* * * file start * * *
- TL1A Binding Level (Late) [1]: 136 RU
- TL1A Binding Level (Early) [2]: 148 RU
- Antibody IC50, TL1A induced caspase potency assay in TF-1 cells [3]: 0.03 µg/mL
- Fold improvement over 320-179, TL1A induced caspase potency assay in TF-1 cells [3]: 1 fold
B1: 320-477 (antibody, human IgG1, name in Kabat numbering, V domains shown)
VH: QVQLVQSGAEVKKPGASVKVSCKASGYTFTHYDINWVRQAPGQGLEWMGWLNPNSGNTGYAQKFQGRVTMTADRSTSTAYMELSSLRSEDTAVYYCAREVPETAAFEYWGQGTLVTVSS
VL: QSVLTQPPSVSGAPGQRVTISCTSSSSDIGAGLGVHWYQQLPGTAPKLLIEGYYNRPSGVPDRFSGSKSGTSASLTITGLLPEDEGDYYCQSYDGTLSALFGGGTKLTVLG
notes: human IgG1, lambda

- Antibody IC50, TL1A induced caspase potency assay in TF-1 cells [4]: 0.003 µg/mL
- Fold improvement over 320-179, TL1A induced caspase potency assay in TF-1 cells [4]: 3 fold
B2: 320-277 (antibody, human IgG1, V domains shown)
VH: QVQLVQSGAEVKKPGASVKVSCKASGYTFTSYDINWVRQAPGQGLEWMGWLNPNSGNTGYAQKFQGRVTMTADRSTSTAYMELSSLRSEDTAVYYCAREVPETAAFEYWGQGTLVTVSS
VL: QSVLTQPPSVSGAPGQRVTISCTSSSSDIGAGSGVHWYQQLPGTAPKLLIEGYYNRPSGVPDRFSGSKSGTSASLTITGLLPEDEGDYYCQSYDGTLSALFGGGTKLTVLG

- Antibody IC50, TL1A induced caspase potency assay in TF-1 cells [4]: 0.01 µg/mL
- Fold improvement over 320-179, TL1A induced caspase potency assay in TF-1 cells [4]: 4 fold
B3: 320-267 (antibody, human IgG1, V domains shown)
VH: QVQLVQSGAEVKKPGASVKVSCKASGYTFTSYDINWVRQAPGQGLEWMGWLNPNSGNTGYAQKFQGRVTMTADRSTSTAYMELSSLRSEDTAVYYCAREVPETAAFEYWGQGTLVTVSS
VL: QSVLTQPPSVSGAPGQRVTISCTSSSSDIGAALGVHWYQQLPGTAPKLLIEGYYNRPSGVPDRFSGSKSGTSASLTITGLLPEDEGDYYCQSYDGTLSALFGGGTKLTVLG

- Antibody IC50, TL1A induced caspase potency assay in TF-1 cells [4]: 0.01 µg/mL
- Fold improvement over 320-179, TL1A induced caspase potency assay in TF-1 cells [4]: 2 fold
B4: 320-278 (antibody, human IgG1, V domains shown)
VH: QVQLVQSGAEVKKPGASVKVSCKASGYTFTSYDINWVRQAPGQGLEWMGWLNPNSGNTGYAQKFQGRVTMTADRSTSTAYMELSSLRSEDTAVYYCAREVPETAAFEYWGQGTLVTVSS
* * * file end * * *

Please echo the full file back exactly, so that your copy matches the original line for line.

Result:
- TL1A Binding Level (Late) [1]: 136 RU
- TL1A Binding Level (Early) [2]: 148 RU
- Antibody IC50, TL1A induced caspase potency assay in TF-1 cells [3]: 0.03 µg/mL
- Fold improvement over 320-179, TL1A induced caspase potency assay in TF-1 cells [3]: 1 fold
B1: 320-477 (antibody, human IgG1, name in Kabat numbering, V domains shown)
VH: QVQLVQSGAEVKKPGASVKVSCKASGYTFTHYDINWVRQAPGQGLEWMGWLNPNSGNTGYAQKFQGRVTMTADRSTSTAYMELSSLRSEDTAVYYCAREVPETAAFEYWGQGTLVTVSS
VL: QSVLTQPPSVSGAPGQRVTISCTSSSSDIGAGLGVHWYQQLPGTAPKLLIEGYYNRPSGVPDRFSGSKSGTSASLTITGLLPEDEGDYYCQSYDGTLSALFGGGTKLTVLG
notes: human IgG1, lambda

- Antibody IC50, TL1A induced caspase potency assay in TF-1 cells [4]: 0.003 µg/mL
- Fold improvement over 320-179, TL1A induced caspase potency assay in TF-1 cells [4]: 3 fold
B2: 320-277 (antibody, human IgG1, V domains shown)
VH: QVQLVQSGAEVKKPGASVKVSCKASGYTFTSYDINWVRQAPGQGLEWMGWLNPNSGNTGYAQKFQGRVTMTADRSTSTAYMELSSLRSEDTAVYYCAREVPETAAFEYWGQGTLVTVSS
VL: QSVLTQPPSVSGAPGQRVTISCTSSSSDIGAGSGVHWYQQLPGTAPKLLIEGYYNRPSGVPDRFSGSKSGTSASLTITGLLPEDEGDYYCQSYDGTLSALFGGGTKLTVLG

- Antibody IC50, TL1A induced caspase potency assay in TF-1 cells [4]: 0.01 µg/mL
- Fold improvement over 320-179, TL1A induced caspase potency assay in TF-1 cells [4]: 4 fold
B3: 320-267 (antibody, human IgG1, V domains shown)
VH: QVQLVQSGAEVKKPGASVKVSCKASGYTFTSYDINWVRQAPGQGLEWMGWLNPNSGNTGYAQKFQGRVTMTADRSTSTAYMELSSLRSEDTAVYYCAREVPETAAFEYWGQGTLVTVSS
VL: QSVLTQPPSVSGAPGQRVTISCTSSSSDIGAALGVHWYQQLPGTAPKLLIEGYYNRPSGVPDRFSGSKSGTSASLTITGLLPEDEGDYYCQSYDGTLSALFGGGTKLTVLG

- Antibody IC50, TL1A induced caspase potency assay in TF-1 cells [4]: 0.01 µg/mL
- Fold improvement over 320-179, TL1A induced caspase potency assay in TF-1 cells [4]: 2 fold
B4: 320-278 (antibody, human IgG1, V domains shown)
VH: QVQLVQSGAEVKKPGASVKVSCKASGYTFTSYDINWVRQAPGQGLEWMGWLNPNSGNTGYAQKFQGRVTMTADRSTSTAYMELSSLRSEDTAVYYCAREVPETAAFEYWGQGTLVTVSS